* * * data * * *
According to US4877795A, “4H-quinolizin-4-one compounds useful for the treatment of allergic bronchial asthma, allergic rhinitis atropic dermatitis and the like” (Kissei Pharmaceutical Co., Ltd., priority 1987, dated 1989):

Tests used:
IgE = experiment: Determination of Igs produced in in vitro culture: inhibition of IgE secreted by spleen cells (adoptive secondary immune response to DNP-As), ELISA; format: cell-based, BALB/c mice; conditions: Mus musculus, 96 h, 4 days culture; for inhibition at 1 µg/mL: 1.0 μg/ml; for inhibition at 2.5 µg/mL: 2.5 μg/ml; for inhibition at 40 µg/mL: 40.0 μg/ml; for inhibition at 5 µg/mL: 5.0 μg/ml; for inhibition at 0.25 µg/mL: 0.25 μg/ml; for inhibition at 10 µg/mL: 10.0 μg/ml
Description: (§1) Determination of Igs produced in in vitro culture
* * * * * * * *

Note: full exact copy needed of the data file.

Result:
According to US4877795A, “4H-quinolizin-4-one compounds useful for the treatment of allergic bronchial asthma, allergic rhinitis atropic dermatitis and the like” (Kissei Pharmaceutical Co., Ltd., priority 1987, dated 1989):

Tests used:
IgE = experiment: Determination of Igs produced in in vitro culture: inhibition of IgE secreted by spleen cells (adoptive secondary immune response to DNP-As), ELISA; format: cell-based, BALB/c mice; conditions: Mus musculus, 96 h, 4 days culture; for inhibition at 1 µg/mL: 1.0 μg/ml; for inhibition at 2.5 µg/mL: 2.5 μg/ml; for inhibition at 40 µg/mL: 40.0 μg/ml; for inhibition at 5 µg/mL: 5.0 μg/ml; for inhibition at 0.25 µg/mL: 0.25 μg/ml; for inhibition at 10 µg/mL: 10.0 μg/ml
Description: (§1) Determination of Igs produced in in vitro culture